2 April 2012
 
 
Fraud in Britain, this year, will cost more than £73 billion – that is £1,500 for everybody of working age.
 
The National Fraud Authority’s annual fraud indicator released last week is substantially more pessimistic than in previous years. The NFA calculates that increasingly effective technology will reduce tax revenue lost to fraud but in all other sectors losses are worsening.
 
The private sector will lose £45.5 billion – with shops, manufacturing and financial services being badly hit – followed by insurance and mortgage fraud.  Perhaps not unsurprising as the Financial Services Authority has identified that senior managers’  are incompetent in corruption matters and that only 2 of 15 banks visited have carried out an anti-corruption audit – according to the  Guardian.
 
Individuals will lose more than £6 billion – much resulting from identity fraud, “Nigeria-like” scammers and bogus tickets for sporting events. And of course the ATM fraud involving more than $1 million skimmed from the accounts of Aucklanders is a local example.
 
Of more than £20 billion lost in the public sector, the taxman will be defrauded of £14 billion, but major losses will come from procurement fraud in central and local government.
 
The National Crime Agency hopes promotion of these figures will change public perceptions that fraud is largely victimless. It has a strategy called Fighting Fraud Together involving nearly 40 enforcement agencies.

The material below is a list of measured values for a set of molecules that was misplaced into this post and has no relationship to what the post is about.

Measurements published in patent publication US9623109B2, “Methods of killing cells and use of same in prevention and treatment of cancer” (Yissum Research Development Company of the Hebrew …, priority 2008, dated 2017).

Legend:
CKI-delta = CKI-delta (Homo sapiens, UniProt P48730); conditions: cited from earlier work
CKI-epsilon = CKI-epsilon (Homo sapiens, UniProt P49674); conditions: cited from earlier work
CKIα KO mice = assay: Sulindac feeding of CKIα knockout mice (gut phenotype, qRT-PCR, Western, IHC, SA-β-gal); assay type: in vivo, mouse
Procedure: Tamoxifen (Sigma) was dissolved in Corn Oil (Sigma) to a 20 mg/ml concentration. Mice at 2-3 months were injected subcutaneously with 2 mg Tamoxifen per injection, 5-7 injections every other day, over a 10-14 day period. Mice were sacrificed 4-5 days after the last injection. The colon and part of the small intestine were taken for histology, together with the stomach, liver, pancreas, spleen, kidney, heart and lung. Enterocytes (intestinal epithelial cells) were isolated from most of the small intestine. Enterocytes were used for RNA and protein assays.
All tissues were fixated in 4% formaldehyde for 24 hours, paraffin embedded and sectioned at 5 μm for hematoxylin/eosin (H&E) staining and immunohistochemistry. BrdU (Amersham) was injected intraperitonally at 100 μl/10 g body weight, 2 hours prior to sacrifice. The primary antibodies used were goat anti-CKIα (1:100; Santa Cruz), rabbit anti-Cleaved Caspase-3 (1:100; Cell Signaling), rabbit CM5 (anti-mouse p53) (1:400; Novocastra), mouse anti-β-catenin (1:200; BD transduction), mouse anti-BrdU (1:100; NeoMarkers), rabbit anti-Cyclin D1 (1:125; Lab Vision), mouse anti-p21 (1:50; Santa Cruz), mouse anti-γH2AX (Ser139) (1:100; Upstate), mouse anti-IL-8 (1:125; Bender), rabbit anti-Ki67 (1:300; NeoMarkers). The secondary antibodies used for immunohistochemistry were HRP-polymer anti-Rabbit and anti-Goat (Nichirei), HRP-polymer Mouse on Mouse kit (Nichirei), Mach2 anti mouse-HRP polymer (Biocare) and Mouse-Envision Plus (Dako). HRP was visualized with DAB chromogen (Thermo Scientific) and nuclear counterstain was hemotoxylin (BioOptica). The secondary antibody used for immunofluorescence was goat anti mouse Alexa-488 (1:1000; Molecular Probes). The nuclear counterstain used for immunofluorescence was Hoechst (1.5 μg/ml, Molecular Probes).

The report highlights the extent of “insider-enabled” fraud. Although lower than the international figure where 60% of identified fraud is committed by insiders, in Britain a third of respondents to a KPMG survey indicated that their largest fraud was committed by an employee. “Dishonest action by staff to obtain a benefit by theft or deception” is distressingly common.
 
The report restates the increasingly recognised characteristic of organisations, that fraud is under-reported. There is a reluctance to accept that employees breach the trust put in them. More than 25% of organisations treat employee fraud in an informal way either doing nothing, moving the offender to a different job, or just issuing a warning.
 
The US Justice Department disclosed last week that it is prosecuting four Navy procurement officials and three defence contractors for a scheme rewarding the officials with more than $1 million for approving the payment of invoices that had been padded by more than $5 million. In true Al Capone style the charges are not only fraud-related but include tax offences of failing to report the value of benefits! The prosecution resulted from information provided to the agency hotline.
 
 
The Auditor General’s report in 2011 on the “Cleanest public service in the World” disclosed a high percentage of insider-enabled fraud in New Zealand agencies. Although the scale is more moderate than international averages, about 80% of uncovered fraud in agencies was the work of an insider.
 
Explicit guidance from the OAG is that agencies are to report suspected fraud to the appropriate law enforcement agency to decide whether criminal proceedings should be instituted. “It is for the law enforcement agencies, not public entity managers, to decide whether or not a person should be prosecuted.”
 
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